There's no doubting her love and devotion to her children. Yet mum-of-four Sharon Spink has been called 'sick', 'disgusting' and even a 'paedophile'. Complete strangers have accused her of 'child abuse'.
Her only crime is to publicly admit she's still breastfeeding her youngest – aged five.
Sharon's an advocate of 'natural term breastfeeding', where mothers feed on demand until their child chooses to stop, be that at six months or six years old.
Whether it's in the privacy of their own home or in front of her daughter's friends at a birthday party, if Charlotte – who started school in September – asks for "Mummy's milk", Sharon will let her suckle.
"I'm happy to keep breastfeeding Charlotte for however long she wants," says Sharon, 46, from North Yorkshire.
"I don't see any age as being a cut-off point. People see a five-year-old girl at my breast but to me she's just another day older.
"But contrary to what some people think, I won't be going to the high school to feed her through the gates!" adds Sharon. "She only feeds two or three times a day, mostly at bedtime or when she's hurt. It's comforting, because it releases a feel-good hormone called oxytocin."
Jewellery designer Sharon is used to people viewing her style of motherhood as extreme. The World Health Oranisation advises new mothers to breastfeed exclusively for six months, and then continue alongside solid food until the age of two and beyond. But Sharon believes Mother Nature intended us to go much further.
"Kids have milk teeth for a reason – the clue is in the name. When they lose them, at around six or seven, the new teeth cause their jaw to change shape, meaning they are no longer designed to breastfeed," she explains. "Also, a child's immune system doesn't mature until then, so they still benefit greatly from breast milk.
"I'm not doing anything wrong. It's perfectly natural. But since I've spoken about it, people have been labelling me as some kind of monster. They've said that it's gross and wrong. I think this reaction says a lot about the problems in our society.
"We've moved away from the primary function of breasts – to feed children – and sexualised them. People try to make what I'm doing something sexual. It's warped."
Though she's now nursed Charlotte for five years, at times for 13 hours during growth spurts, Sharon admits breastfeeding can be difficult: "I had my first child, Kevin, who's now 26, when I was 19, and I was clueless about breastfeeding. Within two weeks, I gave up. It was the same when Sarah came along, two years later. There was so little information. I thought I was doing it wrong and was too embarrassed to do it in front of other people."
After divorcing, then meeting her new husband Paul, 41, in 1998, Sharon fell pregnant with daughter Isabel, now eight. This time, Sharon scoured the internet for information. Though she found breastfeeding easier, after four months doctors found out that Isabel wasn't gaining weight.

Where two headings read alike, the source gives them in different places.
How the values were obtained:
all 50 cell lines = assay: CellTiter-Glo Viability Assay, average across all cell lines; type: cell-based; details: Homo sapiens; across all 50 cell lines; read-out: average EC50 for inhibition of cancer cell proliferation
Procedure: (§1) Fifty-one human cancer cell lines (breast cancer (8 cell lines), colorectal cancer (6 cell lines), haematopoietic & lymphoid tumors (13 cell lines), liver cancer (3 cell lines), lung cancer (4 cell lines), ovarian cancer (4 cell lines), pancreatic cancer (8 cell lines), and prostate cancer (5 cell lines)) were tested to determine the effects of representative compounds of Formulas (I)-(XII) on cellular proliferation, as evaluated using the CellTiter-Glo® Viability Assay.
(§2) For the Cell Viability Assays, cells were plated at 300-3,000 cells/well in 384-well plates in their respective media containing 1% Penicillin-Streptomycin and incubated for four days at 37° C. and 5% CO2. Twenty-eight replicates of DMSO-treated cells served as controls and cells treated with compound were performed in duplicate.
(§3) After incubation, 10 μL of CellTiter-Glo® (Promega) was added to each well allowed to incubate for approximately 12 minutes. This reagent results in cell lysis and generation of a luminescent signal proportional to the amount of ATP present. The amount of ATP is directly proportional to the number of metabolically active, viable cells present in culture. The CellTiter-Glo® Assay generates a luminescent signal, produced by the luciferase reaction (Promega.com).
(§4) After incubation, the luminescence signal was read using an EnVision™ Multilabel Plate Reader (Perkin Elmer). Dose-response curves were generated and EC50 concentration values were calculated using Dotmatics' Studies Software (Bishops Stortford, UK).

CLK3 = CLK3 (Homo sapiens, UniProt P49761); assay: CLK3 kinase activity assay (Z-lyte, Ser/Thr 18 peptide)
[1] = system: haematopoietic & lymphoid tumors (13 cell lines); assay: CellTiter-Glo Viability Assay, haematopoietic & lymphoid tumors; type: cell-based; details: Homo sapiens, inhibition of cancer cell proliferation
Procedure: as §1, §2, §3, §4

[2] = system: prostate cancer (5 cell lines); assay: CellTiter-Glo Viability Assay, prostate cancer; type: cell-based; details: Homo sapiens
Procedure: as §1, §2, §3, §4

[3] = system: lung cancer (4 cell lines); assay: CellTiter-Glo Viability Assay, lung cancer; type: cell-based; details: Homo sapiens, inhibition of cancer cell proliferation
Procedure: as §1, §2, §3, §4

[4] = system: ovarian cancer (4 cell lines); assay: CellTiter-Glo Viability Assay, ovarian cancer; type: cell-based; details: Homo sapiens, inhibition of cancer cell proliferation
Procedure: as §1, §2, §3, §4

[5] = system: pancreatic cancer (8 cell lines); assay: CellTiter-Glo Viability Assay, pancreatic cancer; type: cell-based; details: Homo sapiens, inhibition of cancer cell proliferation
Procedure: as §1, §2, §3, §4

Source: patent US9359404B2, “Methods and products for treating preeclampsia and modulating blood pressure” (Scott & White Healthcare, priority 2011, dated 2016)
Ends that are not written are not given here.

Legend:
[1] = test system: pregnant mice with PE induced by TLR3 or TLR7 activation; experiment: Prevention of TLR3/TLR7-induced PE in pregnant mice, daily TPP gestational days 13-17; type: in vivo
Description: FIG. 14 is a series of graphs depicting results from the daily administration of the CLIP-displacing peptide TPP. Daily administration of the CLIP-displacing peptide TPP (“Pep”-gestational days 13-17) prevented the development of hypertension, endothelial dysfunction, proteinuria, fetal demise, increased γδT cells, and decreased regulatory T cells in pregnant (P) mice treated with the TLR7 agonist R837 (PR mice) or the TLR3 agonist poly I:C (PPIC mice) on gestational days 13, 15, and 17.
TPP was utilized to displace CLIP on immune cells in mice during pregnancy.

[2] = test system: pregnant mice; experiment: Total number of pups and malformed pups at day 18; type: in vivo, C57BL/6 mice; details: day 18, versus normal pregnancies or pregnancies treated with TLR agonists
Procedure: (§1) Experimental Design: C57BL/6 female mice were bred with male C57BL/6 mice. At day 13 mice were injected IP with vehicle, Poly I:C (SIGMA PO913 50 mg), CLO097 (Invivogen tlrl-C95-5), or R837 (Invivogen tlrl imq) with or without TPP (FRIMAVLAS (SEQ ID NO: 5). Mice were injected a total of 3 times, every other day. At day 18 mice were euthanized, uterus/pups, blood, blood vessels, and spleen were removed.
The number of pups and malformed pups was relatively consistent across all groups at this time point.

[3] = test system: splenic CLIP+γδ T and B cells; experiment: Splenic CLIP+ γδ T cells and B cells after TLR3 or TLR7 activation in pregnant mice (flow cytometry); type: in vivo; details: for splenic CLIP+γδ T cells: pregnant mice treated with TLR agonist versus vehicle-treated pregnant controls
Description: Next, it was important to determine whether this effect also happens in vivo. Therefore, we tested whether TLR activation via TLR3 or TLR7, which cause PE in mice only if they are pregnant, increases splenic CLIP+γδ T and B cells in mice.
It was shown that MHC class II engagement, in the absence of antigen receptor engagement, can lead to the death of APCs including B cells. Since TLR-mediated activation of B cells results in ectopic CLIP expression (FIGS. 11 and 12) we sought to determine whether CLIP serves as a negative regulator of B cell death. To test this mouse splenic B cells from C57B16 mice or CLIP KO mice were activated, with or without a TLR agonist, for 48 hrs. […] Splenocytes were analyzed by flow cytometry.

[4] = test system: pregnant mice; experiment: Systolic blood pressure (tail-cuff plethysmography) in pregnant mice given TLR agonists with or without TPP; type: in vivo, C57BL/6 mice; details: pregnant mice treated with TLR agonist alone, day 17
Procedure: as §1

"I gave her a dummy at night, which meant she didn't wake to feed. My milk dropped and she wasn't getting enough. I had no choice but to give her formula. I cried in the chemist buying the milk, and when I fed it to her. I felt I'd failed."
So when Charlotte was born in April 2009, Sharon felt she had one last chance to make it work. She experienced common problems with latching on and sore nipples, but the breakthrough came when a midwife told Sharon about a weekly breastfeeding café, in a church hall, run by a counsellor. Sharon found the support she needed and became a volunteer with the Association of Breastfeeding Mothers.
She says: "Every mother should be allowed to bring up their child in the way they feel is right. No one should be made to feel guilty, and I'm definitely not anti-formula. It fed three of my own children, after all. But mums should have access to all the information when making their choices. That's why I want them to know there is help out there."
While Sharon knows there are physical benefits to nursing, like reduced risk of breast and ovarian cancer, she disagrees with people who say she's selfish: "It's ludicrous to say that I'm trying to keep Charlotte a baby – she's extremely independent. Anyone who's tried to force a child to breastfeed knows it's impossible."
She acknowledges she has a special bond with her youngest. "I'm close to all my children but I do have a different relationship with Charlotte. I'll shed a tear when I feed her for the last time.
"Many mums feel a stigma about breast-feeding. We're behind other countries where it's the norm. People think I'm extreme but in Mongolia no one would bat an eyelid. And the more we see women feeding in public, the less controversial it'll be. Far from labelling mums as sick, people will understand it's the most natural thing in the world."
Visit abm.me.uk or call 0300 330 5453 to speak to a breastfeeding counsellor